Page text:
Is atheism a choice? I mean, could you simply start believing in fairy tales again if you wanted to?Obviously, the manner in which I worded the question was fairly poor by anyone's standards. But I'm not sure it would have made much difference in this case. The unanimous response I've received is that atheism is not a choice and really isn't even so much a decision as a reflection of the available data.
The question of whether atheism is a choice is an important one, with many implications for how to spread the atheist meme, how to interact with believers, and the like. After all, if atheism is not really a choice, then must we not make the same concession for religious belief?
I'm getting ahead of myself. First, we need to disentangle what we mean by the question of whether atheism is a choice.
- Is the mental act of becoming an atheist in the first place (i.e., initially discarding theism as valid) voluntary?
- Once one has rejected god belief (i.e., is an atheist), is it meaningful to describe the continued rejection of theism as voluntary?
- As an atheist, could you voluntarily choose to embrace theism?
It also seems that question 2 can be fairly easily dealt with. It certainly does not feel to me that I expend any sort of mental energy to maintain my atheism. It is a position I have reached based on the available data, and it would only be in the case of new data that I might have to reevaluate it and make some sort of decision. We can set question 2 aside and revisit it briefly when we come back to question 3.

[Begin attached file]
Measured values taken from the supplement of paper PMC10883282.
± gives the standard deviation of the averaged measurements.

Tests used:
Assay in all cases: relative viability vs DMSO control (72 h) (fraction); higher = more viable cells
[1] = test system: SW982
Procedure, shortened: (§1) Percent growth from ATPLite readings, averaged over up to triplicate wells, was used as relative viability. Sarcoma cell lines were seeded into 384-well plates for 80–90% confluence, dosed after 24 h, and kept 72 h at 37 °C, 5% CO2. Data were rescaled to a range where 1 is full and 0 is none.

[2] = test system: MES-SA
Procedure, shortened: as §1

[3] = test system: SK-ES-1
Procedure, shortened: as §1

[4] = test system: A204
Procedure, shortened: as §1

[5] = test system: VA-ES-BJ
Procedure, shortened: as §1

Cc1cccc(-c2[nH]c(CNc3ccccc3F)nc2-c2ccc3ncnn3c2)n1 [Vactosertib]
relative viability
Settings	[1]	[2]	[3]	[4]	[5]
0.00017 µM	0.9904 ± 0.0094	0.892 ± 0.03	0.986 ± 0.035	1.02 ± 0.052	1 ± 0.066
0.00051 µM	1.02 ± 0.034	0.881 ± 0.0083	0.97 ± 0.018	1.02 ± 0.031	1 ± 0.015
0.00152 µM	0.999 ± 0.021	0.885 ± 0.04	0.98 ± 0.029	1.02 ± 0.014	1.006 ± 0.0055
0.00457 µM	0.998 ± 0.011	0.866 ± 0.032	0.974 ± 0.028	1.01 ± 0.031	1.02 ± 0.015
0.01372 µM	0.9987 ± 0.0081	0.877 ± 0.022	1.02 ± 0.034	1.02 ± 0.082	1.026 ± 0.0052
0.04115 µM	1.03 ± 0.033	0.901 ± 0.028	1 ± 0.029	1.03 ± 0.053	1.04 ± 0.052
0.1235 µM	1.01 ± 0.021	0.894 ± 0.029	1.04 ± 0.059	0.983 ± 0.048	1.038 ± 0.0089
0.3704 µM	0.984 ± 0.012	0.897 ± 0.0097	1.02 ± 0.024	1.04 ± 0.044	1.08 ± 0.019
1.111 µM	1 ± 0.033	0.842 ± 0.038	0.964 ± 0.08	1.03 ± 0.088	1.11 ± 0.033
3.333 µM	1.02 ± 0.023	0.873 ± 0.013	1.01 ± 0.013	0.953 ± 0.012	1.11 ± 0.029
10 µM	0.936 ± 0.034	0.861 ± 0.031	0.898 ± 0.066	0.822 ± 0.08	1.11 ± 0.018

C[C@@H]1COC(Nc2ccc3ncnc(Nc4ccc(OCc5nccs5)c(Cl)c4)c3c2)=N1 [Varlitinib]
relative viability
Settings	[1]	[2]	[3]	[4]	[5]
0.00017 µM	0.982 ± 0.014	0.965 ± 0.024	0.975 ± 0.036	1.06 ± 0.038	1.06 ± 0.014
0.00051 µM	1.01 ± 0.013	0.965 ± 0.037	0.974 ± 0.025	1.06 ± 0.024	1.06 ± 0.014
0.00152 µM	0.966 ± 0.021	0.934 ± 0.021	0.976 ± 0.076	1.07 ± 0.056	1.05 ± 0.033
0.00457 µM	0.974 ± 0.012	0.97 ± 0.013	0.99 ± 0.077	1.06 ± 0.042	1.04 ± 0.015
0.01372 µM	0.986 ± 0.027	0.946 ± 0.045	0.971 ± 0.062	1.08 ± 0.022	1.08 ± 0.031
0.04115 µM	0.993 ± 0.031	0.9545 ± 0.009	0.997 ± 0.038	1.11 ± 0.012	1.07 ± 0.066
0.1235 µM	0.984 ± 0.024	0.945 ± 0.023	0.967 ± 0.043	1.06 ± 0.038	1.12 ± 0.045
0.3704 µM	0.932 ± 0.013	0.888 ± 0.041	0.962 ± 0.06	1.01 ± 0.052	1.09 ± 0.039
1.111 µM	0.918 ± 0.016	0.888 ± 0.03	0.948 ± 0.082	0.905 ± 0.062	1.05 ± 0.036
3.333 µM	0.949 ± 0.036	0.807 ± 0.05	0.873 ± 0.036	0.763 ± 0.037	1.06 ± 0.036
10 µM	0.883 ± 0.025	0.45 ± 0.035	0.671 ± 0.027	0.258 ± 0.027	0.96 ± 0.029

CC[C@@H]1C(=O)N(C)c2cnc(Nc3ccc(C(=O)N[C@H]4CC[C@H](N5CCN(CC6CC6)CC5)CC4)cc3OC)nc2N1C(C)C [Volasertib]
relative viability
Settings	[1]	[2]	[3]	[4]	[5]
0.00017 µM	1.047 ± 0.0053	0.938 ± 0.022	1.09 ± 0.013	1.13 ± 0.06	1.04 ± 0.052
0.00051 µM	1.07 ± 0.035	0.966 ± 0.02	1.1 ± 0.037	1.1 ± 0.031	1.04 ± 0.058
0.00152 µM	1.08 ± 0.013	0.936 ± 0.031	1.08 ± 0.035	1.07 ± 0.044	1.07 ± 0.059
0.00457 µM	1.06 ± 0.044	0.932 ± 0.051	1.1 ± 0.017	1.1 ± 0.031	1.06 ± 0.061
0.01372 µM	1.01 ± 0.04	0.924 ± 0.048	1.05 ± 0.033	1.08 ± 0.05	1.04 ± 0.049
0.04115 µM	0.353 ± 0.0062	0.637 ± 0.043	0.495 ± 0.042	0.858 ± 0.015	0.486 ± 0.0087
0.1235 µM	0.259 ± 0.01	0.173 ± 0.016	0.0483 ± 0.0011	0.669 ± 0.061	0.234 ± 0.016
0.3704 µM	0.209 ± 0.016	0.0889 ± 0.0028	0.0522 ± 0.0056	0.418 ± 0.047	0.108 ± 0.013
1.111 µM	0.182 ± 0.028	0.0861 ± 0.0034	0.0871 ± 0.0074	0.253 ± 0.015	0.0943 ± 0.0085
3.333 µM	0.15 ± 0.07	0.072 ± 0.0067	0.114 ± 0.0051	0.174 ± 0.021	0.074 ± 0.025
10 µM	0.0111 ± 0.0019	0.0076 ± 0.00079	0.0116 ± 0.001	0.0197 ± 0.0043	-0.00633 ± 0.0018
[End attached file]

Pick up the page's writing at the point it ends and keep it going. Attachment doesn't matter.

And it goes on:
I find question 1 the most interesting and potentially problematic of the three. I have little doubt that the act of identifying oneself as an atheist, adopting the atheist label, and embracing atheism as part of one's identity are all voluntary. Just consider the number of atheists who do none of these things, and you'll see what I mean. But what about the initial discarding of theism? It sure didn't feel voluntary, but was it? I remember struggling to retain theism because I had been taught that it was the only option. But in the end, I simply could not do it anymore. I didn't choose atheism; I had no idea what it was.
Now, where we have to revisit question 3 (and 2 to a lesser degree) is that some atheists do in fact report returning to theism. What are we to do with such observations, and how do they impact our understanding of questions 2 and 3? Perhaps the process through which they arrived at atheism was simply reversed and not necessarily voluntary. Or perhaps they adopted the behaviors associated with theism but not the underlying beliefs to fit in. These unknowns make it difficult to know what to do with questions 2 and 3.
Since this is getting long, I'll address the implications of our questions and what they might tell us about both atheism and theism in a follow-up post.